Pow! Graphic Literature to Engage Students in the Creative Writing Workshop (Roundtable)


Creative Writing, Editing and Publishing

Maureen McVeigh (West Chester University of Pennsylvania)

An ideal creative writing workshop might include a few students, all dedicated readers and writers, but the proliferation of creative writing courses has meant large classes, with some students who only need a writing credit, do not read often, and feel overwhelmed by the terminology, genres, and process. Graphic literature provides students with compositional options that may not occur with traditional texts and allows them to use analytical skills they do have to read and write short stories. This roundtable seeks to present and discuss both recommended texts and strategies to engage students and encourage their creative writing. Theoretical and practical approaches to this method are welcome.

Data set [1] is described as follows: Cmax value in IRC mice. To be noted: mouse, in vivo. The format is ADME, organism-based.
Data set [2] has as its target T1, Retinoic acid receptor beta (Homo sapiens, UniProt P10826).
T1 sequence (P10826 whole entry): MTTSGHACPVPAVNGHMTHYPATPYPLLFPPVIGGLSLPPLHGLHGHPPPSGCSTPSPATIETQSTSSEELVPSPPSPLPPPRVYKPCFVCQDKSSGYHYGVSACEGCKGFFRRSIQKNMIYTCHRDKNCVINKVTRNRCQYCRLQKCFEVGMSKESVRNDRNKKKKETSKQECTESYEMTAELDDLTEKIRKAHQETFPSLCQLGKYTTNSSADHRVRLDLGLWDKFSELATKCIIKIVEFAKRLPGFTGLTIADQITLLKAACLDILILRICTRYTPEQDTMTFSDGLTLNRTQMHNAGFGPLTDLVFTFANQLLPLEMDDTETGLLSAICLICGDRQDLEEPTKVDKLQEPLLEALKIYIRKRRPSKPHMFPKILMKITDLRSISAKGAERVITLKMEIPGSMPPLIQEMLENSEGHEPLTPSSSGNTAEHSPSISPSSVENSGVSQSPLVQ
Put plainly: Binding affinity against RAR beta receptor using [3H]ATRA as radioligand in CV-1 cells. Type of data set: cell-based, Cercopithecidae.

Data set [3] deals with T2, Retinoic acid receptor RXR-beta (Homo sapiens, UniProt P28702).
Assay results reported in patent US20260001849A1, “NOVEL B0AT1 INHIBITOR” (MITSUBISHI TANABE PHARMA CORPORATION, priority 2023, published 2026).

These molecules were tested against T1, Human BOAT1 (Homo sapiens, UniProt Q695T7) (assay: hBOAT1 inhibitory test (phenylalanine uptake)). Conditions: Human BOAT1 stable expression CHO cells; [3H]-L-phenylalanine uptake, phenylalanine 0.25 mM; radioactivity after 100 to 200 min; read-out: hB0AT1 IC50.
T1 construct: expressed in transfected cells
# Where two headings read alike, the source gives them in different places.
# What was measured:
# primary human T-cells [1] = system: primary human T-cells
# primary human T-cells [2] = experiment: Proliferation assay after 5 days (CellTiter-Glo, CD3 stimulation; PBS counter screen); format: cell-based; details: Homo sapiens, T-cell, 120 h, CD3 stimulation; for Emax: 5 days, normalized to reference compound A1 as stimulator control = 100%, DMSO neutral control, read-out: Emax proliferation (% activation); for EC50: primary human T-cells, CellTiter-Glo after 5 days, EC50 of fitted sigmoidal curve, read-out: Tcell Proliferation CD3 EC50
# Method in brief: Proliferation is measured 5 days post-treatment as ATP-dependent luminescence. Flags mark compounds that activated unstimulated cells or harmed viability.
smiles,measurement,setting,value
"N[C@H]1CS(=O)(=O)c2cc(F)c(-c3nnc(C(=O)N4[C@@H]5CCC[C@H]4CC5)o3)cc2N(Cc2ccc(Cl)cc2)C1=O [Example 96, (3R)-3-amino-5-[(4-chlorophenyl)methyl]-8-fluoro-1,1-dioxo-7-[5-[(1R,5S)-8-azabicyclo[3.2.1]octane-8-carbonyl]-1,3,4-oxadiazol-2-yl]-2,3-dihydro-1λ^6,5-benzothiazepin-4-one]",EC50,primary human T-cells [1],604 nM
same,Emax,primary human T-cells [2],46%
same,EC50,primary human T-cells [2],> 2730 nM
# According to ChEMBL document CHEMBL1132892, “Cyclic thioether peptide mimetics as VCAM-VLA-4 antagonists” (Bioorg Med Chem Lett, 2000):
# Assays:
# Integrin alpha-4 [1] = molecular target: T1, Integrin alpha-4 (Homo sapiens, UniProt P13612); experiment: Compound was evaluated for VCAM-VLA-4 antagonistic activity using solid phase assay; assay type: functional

Students in creative writing workshops often lack reading experience and knowledge, but demonstrate awareness and analysis of film and television. Graphic literature can be used to transition from the terminology and rhetorical understanding they possess to the writing and feedback skills the workshop demands. This roundtable seeks to present and discuss both recommended texts and strategies to engage students and encourage their creative writing. Theoretical and practical approaches to this method are welcome.